When I was 19 and 20, I was actually very active here in Charlotte. I was doing shows, performing for the Queen City Awards and started making relationships with some people in radio. I caught the eye of the CEO of an independent label in Los Angeles, and we began communicating. I’m super driven, so I decided to “go for the gusto,” as my mom would say, so I actually moved to L.A. on Christmas Day, which was the ultimate rebellion because I had been telling my parents for months that I was going to California to pursue my music, get signed and be famous.

So I moved and started working with that label. Beyond creative differences, they were trying to create a certain image of who I was and the type of music that I was to create, and it was so contrary to who I am and the music that they even fell in love with in the first place. Their goal was to make me “the black Kelly Clarkson.” Like, I just don’t know where that idea came from! But of course, you’re eager and feel like you’re on your way to something, so I settled. That was my very first time settling when it came to my beliefs. I completely dropped everything to conform to what was being demanded of me. And that really hurt me. That changed a lot about me.

After a year and a half of working and not being paid by the label, I came back home and gave up music. I immersed myself back into church. It was a healing period. I didn’t even have the desire to be an artist because it felt like a burden. I eventually got back into music, and it’s because others around me have inspired me to not leave it. And that’s where “Leave it Alone” came from.

On being an LGBT artist of color in Charlotte:

I have a wife, and we are definitely part of the LGBT community here in Charlotte. I actually performed at several of the 2019 events for Charlotte Pride. It’s given me a community that is very supportive. I would say the most support that I have felt at gigs and shows have been among those who not only identify with my artistry but also who I am as a person.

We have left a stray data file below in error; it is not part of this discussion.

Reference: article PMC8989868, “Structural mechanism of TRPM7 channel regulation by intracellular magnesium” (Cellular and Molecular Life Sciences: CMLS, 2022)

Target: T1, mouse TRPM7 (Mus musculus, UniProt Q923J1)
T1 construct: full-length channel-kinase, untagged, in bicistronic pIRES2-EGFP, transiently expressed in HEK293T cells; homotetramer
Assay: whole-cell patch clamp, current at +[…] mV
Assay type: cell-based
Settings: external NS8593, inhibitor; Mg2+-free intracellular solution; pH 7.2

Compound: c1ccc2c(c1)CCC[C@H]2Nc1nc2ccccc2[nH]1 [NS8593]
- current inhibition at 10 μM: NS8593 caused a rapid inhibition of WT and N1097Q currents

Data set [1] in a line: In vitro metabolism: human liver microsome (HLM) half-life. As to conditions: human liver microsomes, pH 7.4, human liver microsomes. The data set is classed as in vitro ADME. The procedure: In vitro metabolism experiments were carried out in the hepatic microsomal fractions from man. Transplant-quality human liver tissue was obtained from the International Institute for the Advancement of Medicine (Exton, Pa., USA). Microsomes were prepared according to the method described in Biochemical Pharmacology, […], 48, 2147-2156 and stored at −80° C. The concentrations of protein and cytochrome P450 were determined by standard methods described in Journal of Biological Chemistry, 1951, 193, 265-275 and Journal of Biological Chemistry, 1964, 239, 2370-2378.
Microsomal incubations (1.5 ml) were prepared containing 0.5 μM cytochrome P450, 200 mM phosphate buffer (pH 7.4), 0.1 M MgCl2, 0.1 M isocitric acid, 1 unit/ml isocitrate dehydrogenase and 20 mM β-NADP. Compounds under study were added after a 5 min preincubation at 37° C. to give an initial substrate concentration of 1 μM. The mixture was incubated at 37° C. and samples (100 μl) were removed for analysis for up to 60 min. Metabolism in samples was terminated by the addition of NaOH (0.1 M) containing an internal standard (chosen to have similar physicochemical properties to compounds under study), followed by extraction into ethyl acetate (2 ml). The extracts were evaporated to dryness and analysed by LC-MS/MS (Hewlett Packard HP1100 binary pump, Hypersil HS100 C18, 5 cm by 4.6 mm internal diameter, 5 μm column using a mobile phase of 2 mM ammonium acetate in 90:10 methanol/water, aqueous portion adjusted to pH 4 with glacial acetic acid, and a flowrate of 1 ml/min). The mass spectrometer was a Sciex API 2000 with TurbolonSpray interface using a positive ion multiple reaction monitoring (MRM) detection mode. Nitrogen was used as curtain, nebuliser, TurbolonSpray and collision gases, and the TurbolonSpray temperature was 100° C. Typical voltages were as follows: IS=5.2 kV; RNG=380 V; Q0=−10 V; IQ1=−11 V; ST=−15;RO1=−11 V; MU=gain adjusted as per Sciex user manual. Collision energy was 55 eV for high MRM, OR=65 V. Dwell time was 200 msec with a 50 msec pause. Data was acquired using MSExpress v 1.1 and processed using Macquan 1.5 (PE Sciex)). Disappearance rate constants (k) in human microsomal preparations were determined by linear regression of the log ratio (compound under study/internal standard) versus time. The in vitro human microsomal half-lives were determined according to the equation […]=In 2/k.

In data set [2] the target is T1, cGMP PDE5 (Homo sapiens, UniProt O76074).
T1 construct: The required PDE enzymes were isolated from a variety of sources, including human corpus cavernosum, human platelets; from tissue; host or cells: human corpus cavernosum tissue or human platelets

There’s so much love in this city when it comes to LGBT community, especially among the black LGBT community. There’s a responsibility to being part of both of those communities. There’s oppression, discrimination and abuse happening in both communities. As far as being a musician, that’s one of the things that makes it so important for us to truly be creating out of our experience as we are [living through] now. Right now, it’s so important for music that inspires people to act, inspires people to be a part of something that is truly moving forward, comforts those people and unifies us.

I’m a trifecta: a lesbian black female. In some circles, I am all the things that you absolutely should not be. But I’m still going to be a person who contributes something that no one else could have.

Music featured in this #WFAEAmplifier chat:

Whitney H - “Leave it Alone”
Whitney H - “Be Good”
Whitney H - “I’mma Be Me”
DisMissedFit & General Spade - “Rise” feat. Whitney H and Chris Rivers

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Joni Deutsch is happy to call Charlotte home as WFAE's manager for on-demand content and audience engagement, where she's led the first Charlotte Podcast Festival (named one of the “best podcast conferences” by Buzzsprout) and helped produce such podcasts as FAQ City, SouthBound, Inside Politics, Work It and the Apple Podcast chart-topping series She Says. In addition to being an NPR Music contributor, Joni is also the creator and host of WFAE’s Charlotte music podcast Amplifier, named “Best Podcast” by Charlotte Magazine and honored for excellence in arts and music podcasting by the local Edward R. Murrow Awards and The Webby Awards (called “The Internet’s Highest Honor” by The New York Times).